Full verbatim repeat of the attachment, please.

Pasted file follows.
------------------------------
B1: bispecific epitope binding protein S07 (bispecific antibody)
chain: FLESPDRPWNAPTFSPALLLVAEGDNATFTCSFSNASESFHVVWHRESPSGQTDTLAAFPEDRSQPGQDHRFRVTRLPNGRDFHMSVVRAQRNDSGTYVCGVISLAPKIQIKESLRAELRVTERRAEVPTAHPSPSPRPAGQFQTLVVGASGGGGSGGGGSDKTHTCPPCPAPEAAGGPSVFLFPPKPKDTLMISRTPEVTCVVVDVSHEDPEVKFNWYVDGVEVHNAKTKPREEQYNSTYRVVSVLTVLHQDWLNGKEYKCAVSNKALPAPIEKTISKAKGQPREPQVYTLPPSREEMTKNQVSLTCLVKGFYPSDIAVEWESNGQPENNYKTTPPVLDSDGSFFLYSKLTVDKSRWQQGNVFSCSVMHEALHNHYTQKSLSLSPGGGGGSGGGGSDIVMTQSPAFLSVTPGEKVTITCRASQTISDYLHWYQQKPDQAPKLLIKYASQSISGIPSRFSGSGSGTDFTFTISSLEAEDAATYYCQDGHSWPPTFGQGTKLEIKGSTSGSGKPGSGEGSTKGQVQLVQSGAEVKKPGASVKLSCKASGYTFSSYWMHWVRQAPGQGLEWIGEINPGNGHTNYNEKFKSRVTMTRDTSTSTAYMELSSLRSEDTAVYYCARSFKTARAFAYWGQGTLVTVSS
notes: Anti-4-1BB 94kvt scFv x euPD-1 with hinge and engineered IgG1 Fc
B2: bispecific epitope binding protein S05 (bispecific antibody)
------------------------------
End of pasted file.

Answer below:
B1: bispecific epitope binding protein S07 (bispecific antibody)
chain: FLESPDRPWNAPTFSPALLLVAEGDNATFTCSFSNASESFHVVWHRESPSGQTDTLAAFPEDRSQPGQDHRFRVTRLPNGRDFHMSVVRAQRNDSGTYVCGVISLAPKIQIKESLRAELRVTERRAEVPTAHPSPSPRPAGQFQTLVVGASGGGGSGGGGSDKTHTCPPCPAPEAAGGPSVFLFPPKPKDTLMISRTPEVTCVVVDVSHEDPEVKFNWYVDGVEVHNAKTKPREEQYNSTYRVVSVLTVLHQDWLNGKEYKCAVSNKALPAPIEKTISKAKGQPREPQVYTLPPSREEMTKNQVSLTCLVKGFYPSDIAVEWESNGQPENNYKTTPPVLDSDGSFFLYSKLTVDKSRWQQGNVFSCSVMHEALHNHYTQKSLSLSPGGGGGSGGGGSDIVMTQSPAFLSVTPGEKVTITCRASQTISDYLHWYQQKPDQAPKLLIKYASQSISGIPSRFSGSGSGTDFTFTISSLEAEDAATYYCQDGHSWPPTFGQGTKLEIKGSTSGSGKPGSGEGSTKGQVQLVQSGAEVKKPGASVKLSCKASGYTFSSYWMHWVRQAPGQGLEWIGEINPGNGHTNYNEKFKSRVTMTRDTSTSTAYMELSSLRSEDTAVYYCARSFKTARAFAYWGQGTLVTVSS
notes: Anti-4-1BB 94kvt scFv x euPD-1 with hinge and engineered IgG1 Fc
B2: bispecific epitope binding protein S05 (bispecific antibody)